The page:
Furthermore, while certain embodiments of the present inventive subject matter have been illustrated with reference to specific combinations of elements, various other combinations may also be provided without departing from the teachings of the present inventive subject matter. Thus, the present inventive subject matter should not be construed as being limited to the particular exemplary embodiments described herein and illustrated in the Figures, but may also encompass combinations of elements of the various illustrated embodiments.

Many alterations and modifications may be made by those having ordinary skill in the art, given the benefit of the present disclosure, without departing from the spirit and scope of the inventive subject matter. Therefore, it must be understood that the illustrated embodiments have been set forth only for the purposes of example, and that it should not be taken as limiting the inventive subject matter as defined by the following claims. The following claims are, therefore, to be read to include not only the combination of elements which are literally set forth but all equivalent elements for performing substantially the same function in substantially the same way to obtain substantially the same result. The claims are thus to be understood to include what is specifically illustrated and described above, what is conceptually equivalent, and also what incorporates the essential idea of the inventive subject matter.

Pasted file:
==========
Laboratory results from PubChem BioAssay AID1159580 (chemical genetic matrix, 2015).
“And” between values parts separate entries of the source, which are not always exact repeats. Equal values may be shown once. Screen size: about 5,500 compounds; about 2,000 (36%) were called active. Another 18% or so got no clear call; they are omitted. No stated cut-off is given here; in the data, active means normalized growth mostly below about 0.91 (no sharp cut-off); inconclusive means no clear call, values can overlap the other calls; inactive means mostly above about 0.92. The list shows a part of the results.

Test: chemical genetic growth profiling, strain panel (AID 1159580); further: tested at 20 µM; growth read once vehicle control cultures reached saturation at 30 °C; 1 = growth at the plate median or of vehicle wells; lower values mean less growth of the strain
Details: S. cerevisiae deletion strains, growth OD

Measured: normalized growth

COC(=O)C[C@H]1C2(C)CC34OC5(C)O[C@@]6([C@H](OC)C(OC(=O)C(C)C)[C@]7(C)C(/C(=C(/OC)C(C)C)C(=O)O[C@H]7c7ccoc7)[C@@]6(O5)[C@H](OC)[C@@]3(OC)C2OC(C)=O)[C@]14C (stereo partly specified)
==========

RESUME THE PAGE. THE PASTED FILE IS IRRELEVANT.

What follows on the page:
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Classifications
U.S. Classification362/231, 257/89, 315/307, 362/545, 313/485, 257/98
International ClassificationF21V9/00, F21K99/00
Cooperative ClassificationF21Y2101/02, F21K9/00
European ClassificationF21K9/00